The countdown continues…
6. HUNTERS AND COLLECTORS – TALKING TO A STRANGER (1982)
I know you’re gonna ask, and the answer is “souvent, pour s’amuser, les hommes d’equipage” which means “often, to amuse themselves, the men of the crew”, as stolen from Charles Baudelaire’s poem “The Albatross”. If this doesn’t convince you the Hunters played the pretentious art school card in the early days, I don’t know what will. Tribal sounding and obtuse, their influences ran against the grain of the post-punk/new wave crowd. “Talking to a Stranger” is the key track of that period and this long form clip is as enduring as it is mysterious. Filmed by Australian director Richard Lowenstein, it has that dusty, post-apocalyptic Mad Max feel about it, and that’s what Hunters and Collectors sounded like back then, before they became the archetypal pub rock band fondly remembered for the saccharine ballad “Throw Your Arms Around Me”.
7. MAGIC DIRT – CITY TRASH (2000)
You can just picture the treatment – ‘You wake up and go about your day and we film you’. Simple but effective. The song is no great shakes, but it’s an potent antidote to the “look at me! look at me!” music video, and suggests that on any given day a musician is most likely to be found arseing about at home watching television rather than actually doing anything useful. I love the fact that the first thing that vocalist/guitarist Adalita Srsen does when she gets out of bed is pull on a pair of jeans. Not track pants, rugby shorts, or worn out pyjama bottoms but dirty jeans straight off the floor from the night before. Now there goes someone who speaks my language.
8. MENTAL AS ANYTHING – IF YOU LEAVE ME, CAN I COME TOO? (1981)
Mental as Anything always reminded me of an Australian version of Madness due to the general oddball nature of their video clips and Greedy Smith’s passing resemblance to Madness’ Suggs. The Mentals had the better songs though and I will brook no further argument. This clip still makes me smile. Worthy of inclusion for the hilarious footage of guitarist Reg Mombassa solo-ing on a rock ledge. It’s a clichéd music video set-up, but in the Mentals’ hands it becomes more Benny Hill than Bon Jovi. There’s so much to love about this clip, Martin Plaza’s lyrics, the fake lovers tiff, Plaza’s Elvis warble on “it’s enough to make me cry” and the band playing on a beach promenade (the beach again, I told you!) to a bunch of irritating kids.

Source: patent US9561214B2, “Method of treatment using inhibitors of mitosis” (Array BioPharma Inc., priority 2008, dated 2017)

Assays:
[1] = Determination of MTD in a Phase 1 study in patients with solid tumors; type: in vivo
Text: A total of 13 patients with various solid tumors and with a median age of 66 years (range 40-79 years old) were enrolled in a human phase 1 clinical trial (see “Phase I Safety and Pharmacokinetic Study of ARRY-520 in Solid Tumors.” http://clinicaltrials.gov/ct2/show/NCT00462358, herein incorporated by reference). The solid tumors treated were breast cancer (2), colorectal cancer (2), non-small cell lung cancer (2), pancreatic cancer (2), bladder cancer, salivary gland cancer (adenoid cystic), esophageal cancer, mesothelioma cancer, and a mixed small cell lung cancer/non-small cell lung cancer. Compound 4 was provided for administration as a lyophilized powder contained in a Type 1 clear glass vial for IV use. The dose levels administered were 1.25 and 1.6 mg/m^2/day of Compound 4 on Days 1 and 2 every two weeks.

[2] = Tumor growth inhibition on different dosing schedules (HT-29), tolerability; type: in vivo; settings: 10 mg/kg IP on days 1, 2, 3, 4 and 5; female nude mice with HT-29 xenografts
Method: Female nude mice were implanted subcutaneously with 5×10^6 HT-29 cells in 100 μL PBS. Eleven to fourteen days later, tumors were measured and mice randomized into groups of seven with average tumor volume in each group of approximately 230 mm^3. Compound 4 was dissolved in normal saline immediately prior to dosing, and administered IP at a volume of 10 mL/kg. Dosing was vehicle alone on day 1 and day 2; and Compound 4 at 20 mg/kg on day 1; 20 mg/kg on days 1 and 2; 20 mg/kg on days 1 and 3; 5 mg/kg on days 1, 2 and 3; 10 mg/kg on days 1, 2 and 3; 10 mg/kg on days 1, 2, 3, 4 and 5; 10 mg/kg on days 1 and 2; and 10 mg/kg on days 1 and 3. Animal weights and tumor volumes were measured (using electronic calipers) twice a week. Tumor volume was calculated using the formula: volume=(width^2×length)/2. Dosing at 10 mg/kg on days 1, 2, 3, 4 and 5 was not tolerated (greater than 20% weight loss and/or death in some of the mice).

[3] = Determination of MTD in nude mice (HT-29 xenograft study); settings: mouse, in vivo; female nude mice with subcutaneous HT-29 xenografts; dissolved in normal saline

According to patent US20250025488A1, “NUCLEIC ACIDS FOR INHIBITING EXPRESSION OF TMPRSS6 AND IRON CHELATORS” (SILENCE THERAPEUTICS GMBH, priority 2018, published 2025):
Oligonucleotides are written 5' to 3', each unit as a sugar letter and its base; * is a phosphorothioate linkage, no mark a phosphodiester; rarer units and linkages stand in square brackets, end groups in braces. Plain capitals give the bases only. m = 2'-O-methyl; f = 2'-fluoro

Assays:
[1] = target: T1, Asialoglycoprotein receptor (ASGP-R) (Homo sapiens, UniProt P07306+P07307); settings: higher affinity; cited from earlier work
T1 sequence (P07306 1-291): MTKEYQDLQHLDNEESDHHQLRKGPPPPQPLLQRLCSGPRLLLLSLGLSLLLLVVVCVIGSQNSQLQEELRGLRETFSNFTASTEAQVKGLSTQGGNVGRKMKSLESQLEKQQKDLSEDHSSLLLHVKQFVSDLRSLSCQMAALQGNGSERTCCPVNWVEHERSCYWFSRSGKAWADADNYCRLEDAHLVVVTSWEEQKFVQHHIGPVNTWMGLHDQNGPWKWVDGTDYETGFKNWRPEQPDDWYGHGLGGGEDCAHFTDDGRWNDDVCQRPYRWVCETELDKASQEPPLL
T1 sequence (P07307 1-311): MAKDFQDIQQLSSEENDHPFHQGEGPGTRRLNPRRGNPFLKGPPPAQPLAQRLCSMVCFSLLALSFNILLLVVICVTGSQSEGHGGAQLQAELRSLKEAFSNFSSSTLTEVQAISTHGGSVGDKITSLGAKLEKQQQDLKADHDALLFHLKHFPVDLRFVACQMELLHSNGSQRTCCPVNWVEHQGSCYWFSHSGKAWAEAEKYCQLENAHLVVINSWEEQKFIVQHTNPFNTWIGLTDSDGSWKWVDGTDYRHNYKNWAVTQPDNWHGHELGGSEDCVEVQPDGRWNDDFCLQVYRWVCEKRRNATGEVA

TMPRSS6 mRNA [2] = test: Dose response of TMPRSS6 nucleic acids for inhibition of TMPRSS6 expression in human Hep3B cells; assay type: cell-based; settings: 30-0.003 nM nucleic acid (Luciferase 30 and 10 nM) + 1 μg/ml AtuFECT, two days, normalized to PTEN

9. COLD CHISEL – SATURDAY NIGHT (1984)
Not one of Cold Chisel’s more memorable tunes, but the video clip is priceless for its snapshot of inner city nightlife in the 80’s. Filmed around Kings Cross and Darlinghurst in Sydney, “Saturday Night” documents an average night in the Cross, when walking down the main drag was akin to taking your life in your hands, but somehow half-way through vocalist Jimmy Barnes takes a wrong turn and walks straight into the middle of the Sydney Gay Mardi Gras… whoops! Once the favoured home of crime syndicates, junkies, bikers, prostitutes and the homeless, Kings Cross has long since been sanitised and remodelled but the allure still remains. Cold Chisel unknowingly reminds us of how it once used to be.
10. SPY VS SPY – ONE OF A KIND (1984)
My favourite ‘what the fuck is going on here?’ clip. The twitching guys in tie-dyed jumpsuits wearing gas masks weirded me out a little, but the rolling guitar/bass riff and dub reggae drift was reminiscent of a starker version of The Police without the grating voice of Sting. One of the great socio-political bands of the time (songs ranged from condemning credit cards to the murder of police informant Sallie-Anne Huckstepp) the Spies never really got the same recognition as say, Midnight Oil, who were pushing the same envelope, but where the Oils were railing against uranium mining and land rights, the Spies covered everything else. It’s a broad generalisation I know, but I’m tired and I’ve had enough….